On Wed, 8 Aug 2012 08:08:49 -0700 (PDT), bob smith
>Is there such a thing as low-power Wifi?
Sure. Some of the devices that have wi-fi built in have a very
limited range. For example, the SD card for cameras:
>I want to create a WAP that has maybe a 10 or 20 foot range. Is that reasonable?
I've been doing that at coffee shops for years. Just use a terminator
for an antenna and you'll get some limited range. It really depends
on the unit. Most AP's have two antennas. However, the one's with a
single antenna usually also have a 2nd antenna inside the box. Usually
that's a PIFA PCB antenna or chip antenna. Don't try to just unplug
the outside antenna, as there's a huge difference between the MAIN and
AUX antennas. The AP sits on the MAIN antenna all the time, unless
the error rate gets high enough to justify trying to use the AUX
antenna. If you just use the AUX antenna, you'll have really lousy
association time and erratic disconnects as the AP keeps trying to use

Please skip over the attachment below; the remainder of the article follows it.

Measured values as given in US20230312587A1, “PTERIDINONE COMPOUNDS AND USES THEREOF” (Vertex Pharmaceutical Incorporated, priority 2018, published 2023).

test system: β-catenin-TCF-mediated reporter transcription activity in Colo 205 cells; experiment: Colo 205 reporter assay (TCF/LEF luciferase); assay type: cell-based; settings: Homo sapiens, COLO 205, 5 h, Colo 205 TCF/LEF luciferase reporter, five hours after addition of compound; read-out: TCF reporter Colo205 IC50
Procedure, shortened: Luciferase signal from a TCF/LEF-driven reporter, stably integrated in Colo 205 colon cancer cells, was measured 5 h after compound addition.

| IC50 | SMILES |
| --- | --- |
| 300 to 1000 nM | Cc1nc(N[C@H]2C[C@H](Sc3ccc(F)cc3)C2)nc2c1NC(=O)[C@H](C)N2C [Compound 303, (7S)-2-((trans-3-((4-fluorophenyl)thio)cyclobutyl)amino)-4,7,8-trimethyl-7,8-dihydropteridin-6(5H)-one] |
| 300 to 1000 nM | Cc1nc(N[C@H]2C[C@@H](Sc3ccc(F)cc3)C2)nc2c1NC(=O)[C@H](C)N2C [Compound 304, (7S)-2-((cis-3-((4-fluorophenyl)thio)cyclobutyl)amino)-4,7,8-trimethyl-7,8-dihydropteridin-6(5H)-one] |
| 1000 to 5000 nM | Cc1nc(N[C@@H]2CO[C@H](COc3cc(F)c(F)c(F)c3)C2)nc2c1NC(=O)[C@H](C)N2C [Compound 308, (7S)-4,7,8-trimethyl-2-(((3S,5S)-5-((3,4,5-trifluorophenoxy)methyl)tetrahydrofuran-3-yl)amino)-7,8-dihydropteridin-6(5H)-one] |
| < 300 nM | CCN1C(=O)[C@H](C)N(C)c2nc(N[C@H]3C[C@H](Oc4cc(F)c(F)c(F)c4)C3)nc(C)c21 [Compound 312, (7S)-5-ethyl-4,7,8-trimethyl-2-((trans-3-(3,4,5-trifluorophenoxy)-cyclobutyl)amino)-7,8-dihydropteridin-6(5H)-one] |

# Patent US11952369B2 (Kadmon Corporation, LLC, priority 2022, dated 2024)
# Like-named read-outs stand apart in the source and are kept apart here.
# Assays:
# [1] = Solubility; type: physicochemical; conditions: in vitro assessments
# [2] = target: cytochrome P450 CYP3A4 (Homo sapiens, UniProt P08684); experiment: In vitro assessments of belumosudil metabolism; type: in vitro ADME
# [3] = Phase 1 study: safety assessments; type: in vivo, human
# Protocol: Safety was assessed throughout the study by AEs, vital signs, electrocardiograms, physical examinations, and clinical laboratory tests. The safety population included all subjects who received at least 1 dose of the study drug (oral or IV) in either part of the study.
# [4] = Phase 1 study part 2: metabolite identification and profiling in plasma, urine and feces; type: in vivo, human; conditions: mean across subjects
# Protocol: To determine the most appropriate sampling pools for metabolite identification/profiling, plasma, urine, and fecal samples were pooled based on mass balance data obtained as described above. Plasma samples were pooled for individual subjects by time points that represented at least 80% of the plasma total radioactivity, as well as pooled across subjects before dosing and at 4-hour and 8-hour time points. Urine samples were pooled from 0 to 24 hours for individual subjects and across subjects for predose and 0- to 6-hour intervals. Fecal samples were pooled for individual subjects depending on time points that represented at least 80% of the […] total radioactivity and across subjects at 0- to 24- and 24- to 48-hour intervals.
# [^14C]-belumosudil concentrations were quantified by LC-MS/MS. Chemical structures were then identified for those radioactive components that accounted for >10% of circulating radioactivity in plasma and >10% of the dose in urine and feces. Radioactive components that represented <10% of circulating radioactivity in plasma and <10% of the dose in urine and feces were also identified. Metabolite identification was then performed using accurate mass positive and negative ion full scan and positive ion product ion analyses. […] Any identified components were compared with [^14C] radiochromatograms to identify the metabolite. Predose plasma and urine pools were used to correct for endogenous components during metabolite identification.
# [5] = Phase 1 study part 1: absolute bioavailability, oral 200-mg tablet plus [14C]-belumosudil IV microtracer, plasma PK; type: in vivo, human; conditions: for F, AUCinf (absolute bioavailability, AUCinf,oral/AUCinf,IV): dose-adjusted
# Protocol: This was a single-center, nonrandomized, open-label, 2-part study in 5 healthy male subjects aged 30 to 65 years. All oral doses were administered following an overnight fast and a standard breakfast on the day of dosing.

the MAIN. Fortunately, you can disable diversity in firmware such as
A few years ago, I worked on a project that was designed to restrict
the USABLE range of a coffee shop wireless to only the floor area. I'm
required to keep my big mouth shut on how it works, but I can assure
that I can measure range and block users outside the usable range.
However, it was expensive and somewhat messy.
A half-posterior approach that almost works is to use two access
points. One is just a monitor, while the other actually does the
connecting. By comparing the relative signal strengths for a given
MAC address, you can calculate a tolerable guess as to the location.
If the numbers are outside the acceptable limits, they get blocked
until it either recovers to acceptable limits, or disconnected if it
stays outside the limits.
Jeff Liebermann email@example.com
150 Felker St #D http://www.LearnByDestroying.com
Santa Cruz CA 95060 http://802.11junk.com
Skype: JeffLiebermann AE6KS 831-336-2558